September 30, 2016
by Shelby Shipman
Breaking away from simpler panels, more and more architects are experimenting with arched and curved metal roofing and wall panels to upgrade their designs. This enables designers to incorporate exciting elements like concave and convex curving, not as feasible with other cladding materials.
Combined with unique angles, increased edge finishing options, appealing gutter options and greater compatibility with shingle types, architects now have access to a greater assortment of mix-and-match options.
For example, at Owens Community College in Findlay, Ohio, a regal red, double-curved canopy crowns the curtainwall with 15,500 square feet of 22-gauge curved metal roof panels. Designed by Rooney Clinger Murray Architects, the structural roofing panel system, fabricated by MBCI, is ASTM tested for air infiltration and water penetration, and incorporates a 2-inch tall standing seam that was field seamed during the installation process. The contractor, Charles Construction Services, won the American General Contractors (AGC) Build Ohio Award for “New Construction Under $10 Million.”
Another noteworthy curved design example is the Central Los Angeles Area High School #9, designed by HMC Architects. “Metal enabled us to clad buildings of different geometries, including curved geometries, in one material, while also giving them a special appearance,” reported Kerstin Kohl, spokesperson for the project’s design architect, COOP HIMMELB(L)AU, in a Metal Construction Association case study, Steeling Art for Students.
For designing and fine-tuning curved metal creations, the latest CAD and BIM features are key tools for architects.
In creating the “geometry that has been freed from the relentlessness of the orthogonal layout,” as described by Mark Dewalt, AIA, principal at Valerio Dewalt Train, in a recent article in Metal Architecture magazine, New Trends in Metal Architecture, designers are using CAD in shop drawings to support unique façade fabrication.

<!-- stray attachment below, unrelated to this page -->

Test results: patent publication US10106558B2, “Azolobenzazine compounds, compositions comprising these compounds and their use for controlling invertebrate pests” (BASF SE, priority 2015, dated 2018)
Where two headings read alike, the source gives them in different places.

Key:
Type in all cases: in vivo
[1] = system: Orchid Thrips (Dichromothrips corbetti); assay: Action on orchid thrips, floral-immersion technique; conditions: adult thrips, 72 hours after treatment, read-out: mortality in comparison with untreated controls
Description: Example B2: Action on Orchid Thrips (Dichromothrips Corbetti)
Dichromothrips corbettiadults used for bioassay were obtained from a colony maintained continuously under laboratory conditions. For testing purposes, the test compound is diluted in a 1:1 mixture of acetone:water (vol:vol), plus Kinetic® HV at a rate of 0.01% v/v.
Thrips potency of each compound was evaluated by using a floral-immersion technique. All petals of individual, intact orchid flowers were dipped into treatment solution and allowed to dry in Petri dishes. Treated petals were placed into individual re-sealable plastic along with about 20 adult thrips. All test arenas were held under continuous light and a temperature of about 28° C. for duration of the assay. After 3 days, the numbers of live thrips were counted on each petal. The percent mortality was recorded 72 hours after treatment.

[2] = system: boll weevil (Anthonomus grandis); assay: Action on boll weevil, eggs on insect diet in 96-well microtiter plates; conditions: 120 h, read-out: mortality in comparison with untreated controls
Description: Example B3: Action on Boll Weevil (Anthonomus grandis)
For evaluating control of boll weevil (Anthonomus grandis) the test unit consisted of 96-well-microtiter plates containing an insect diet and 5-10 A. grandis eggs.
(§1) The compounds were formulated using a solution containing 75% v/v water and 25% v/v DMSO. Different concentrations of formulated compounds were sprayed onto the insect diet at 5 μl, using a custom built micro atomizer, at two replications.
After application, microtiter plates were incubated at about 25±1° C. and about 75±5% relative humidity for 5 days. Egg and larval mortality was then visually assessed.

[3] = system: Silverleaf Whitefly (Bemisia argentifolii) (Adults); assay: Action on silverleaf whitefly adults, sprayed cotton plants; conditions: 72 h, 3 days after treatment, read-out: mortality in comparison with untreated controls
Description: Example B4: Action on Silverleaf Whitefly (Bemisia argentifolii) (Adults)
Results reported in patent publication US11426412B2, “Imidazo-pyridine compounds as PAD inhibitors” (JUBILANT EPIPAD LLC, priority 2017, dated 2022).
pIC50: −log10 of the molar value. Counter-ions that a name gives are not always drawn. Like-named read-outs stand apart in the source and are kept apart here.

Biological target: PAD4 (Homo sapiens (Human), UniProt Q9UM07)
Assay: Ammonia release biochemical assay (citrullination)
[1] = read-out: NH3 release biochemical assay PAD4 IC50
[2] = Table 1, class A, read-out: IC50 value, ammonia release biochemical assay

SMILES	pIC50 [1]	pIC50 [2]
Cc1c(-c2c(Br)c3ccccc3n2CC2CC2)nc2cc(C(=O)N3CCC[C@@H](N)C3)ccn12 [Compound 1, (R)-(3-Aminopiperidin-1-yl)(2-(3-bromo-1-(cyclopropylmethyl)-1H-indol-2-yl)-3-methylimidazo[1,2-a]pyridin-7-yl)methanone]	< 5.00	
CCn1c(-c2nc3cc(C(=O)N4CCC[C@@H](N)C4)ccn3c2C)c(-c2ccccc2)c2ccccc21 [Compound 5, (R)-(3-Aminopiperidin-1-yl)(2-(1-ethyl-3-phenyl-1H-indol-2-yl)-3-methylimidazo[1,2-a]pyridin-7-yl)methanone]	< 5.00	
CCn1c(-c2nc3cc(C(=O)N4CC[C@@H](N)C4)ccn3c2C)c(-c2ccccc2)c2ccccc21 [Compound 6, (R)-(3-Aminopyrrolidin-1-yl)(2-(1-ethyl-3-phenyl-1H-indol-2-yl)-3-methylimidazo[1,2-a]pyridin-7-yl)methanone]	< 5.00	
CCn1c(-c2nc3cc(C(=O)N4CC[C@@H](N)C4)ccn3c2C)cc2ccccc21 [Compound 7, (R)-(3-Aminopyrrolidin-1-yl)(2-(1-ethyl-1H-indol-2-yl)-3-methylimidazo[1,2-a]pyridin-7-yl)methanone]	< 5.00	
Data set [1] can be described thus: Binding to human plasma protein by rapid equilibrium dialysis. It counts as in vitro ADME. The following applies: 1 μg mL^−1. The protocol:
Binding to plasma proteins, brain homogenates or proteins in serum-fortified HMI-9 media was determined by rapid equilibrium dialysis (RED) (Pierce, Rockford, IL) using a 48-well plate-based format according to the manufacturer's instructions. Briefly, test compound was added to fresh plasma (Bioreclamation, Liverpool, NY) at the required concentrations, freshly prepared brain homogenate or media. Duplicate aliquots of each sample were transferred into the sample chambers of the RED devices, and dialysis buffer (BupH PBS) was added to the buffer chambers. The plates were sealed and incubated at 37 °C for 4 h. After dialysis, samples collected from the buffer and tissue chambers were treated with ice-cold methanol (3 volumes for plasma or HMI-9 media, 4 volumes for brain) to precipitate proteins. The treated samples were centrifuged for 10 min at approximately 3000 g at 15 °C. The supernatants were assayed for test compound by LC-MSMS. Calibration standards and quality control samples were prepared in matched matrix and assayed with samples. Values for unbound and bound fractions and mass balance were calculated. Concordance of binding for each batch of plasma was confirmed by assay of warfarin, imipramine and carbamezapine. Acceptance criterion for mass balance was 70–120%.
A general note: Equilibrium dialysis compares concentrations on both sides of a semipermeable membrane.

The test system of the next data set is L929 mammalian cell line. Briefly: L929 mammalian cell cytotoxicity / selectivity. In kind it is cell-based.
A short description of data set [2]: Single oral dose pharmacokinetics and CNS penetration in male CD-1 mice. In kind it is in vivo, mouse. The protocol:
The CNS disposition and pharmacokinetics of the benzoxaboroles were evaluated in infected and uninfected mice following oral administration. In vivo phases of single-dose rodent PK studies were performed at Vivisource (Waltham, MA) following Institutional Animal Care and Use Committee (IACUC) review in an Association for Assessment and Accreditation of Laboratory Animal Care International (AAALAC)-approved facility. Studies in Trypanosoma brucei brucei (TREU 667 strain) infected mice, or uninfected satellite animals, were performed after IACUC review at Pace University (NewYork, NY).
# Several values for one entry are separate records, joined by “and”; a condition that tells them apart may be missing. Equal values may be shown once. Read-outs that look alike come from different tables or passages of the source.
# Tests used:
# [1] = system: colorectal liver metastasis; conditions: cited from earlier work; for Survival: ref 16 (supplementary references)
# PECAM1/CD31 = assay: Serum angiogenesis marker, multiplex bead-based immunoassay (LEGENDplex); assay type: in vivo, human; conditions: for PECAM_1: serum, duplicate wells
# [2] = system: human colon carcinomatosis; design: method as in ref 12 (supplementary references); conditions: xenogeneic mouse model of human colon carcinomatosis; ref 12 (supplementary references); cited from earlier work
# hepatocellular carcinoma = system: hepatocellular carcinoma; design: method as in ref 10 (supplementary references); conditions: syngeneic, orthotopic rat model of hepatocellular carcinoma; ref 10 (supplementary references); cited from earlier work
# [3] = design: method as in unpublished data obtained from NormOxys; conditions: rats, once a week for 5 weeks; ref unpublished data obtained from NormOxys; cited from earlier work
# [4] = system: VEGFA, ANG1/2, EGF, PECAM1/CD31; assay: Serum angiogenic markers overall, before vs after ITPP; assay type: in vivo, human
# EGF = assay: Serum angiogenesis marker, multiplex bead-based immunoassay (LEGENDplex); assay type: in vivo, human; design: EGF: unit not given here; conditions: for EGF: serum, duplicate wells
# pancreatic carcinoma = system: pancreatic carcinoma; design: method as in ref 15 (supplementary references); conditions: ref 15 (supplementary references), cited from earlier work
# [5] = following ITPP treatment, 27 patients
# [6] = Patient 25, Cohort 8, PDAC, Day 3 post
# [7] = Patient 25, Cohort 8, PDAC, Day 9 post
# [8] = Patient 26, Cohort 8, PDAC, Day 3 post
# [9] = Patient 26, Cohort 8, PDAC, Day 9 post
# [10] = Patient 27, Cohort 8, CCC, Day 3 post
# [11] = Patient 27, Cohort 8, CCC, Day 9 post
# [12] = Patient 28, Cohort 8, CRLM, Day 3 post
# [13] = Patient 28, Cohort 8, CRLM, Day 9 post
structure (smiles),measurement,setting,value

“The use of computer design to warp and twist and perforate will give metal greater longevity, added Kevin Marshall, AIA, LEED AP BD+C, associate architect, Integrated Design Solutions.
Similarly, BIM software is further supporting enhanced compatibility with metal roof and wall designs with newer features such as automated light gauge steel wall framing work and the ability to more easily configure supporting structures, openings, complex L or T connections and service hole positions while providing photorealistic renderings so that the client can see exactly how their building will look once built.
As with any roofing type, designing and installing a tight building enclosure for curved roofing and walls is essential for delivering a high performing building.
For starters, architects must choose an appropriate vapor retarder, especially in cooler climates and interior relative humidity levels of 45 percent or greater. Also, buildings with high humidity interiors and construction elements that may release moisture after the roof is installed–such as interior concrete and masonry, plaster finishes and fuel-burning heater– require special considerations when choosing vapor retarders.
With utility clips, some curved panels will lay tight to the wood deck, but if tin tabs are used to attach the moisture barrier to the wood deck, then they will need to be covered to prevent the tabs from rusting the back side of the panels. Similarly, plastic washers may not be the best option as they run the risk of impacting the panels, resulting in undesired aesthetics. Rather, peel and stick membranes are a preferred underlayment because they eliminate the potential of underlayment fasteners penetrating or dimpling the panels.
Whether it’s wavy, circular or some other exciting soft geometric shape, curved metal roofing and walls open up all kinds of new design possibilities. Out of the box, literally, architects are actively producing exciting, eye-catching creations with these welcomed capabilities.